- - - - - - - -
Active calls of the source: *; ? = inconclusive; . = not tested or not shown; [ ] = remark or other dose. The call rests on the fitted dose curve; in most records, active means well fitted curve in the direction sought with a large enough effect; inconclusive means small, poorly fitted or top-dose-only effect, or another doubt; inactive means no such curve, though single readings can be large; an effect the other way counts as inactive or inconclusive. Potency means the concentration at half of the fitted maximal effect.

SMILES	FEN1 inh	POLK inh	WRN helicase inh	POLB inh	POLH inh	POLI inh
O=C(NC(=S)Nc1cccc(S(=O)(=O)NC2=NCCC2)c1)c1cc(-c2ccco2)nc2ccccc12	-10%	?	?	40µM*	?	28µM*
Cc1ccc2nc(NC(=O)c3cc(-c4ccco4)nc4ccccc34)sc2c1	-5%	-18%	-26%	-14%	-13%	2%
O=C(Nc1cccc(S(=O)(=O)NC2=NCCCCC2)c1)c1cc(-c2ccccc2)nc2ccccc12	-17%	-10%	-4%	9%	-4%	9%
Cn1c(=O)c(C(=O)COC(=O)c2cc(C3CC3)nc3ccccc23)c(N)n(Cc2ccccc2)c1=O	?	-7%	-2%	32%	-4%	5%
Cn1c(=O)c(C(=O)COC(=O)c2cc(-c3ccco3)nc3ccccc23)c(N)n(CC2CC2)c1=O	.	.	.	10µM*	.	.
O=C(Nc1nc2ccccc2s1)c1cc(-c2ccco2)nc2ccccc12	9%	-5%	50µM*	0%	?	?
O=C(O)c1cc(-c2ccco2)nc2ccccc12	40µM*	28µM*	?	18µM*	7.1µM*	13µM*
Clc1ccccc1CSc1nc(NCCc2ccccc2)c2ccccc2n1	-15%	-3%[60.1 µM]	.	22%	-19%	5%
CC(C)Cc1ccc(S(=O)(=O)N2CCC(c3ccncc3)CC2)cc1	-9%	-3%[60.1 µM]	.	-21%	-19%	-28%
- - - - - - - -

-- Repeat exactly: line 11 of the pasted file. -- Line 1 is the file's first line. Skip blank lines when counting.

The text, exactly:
CC(C)Cc1ccc(S(=O)(=O)N2CCC(c3ccncc3)CC2)cc1	-9%	-3%[60.1 µM]	.	-21%	-19%	-28%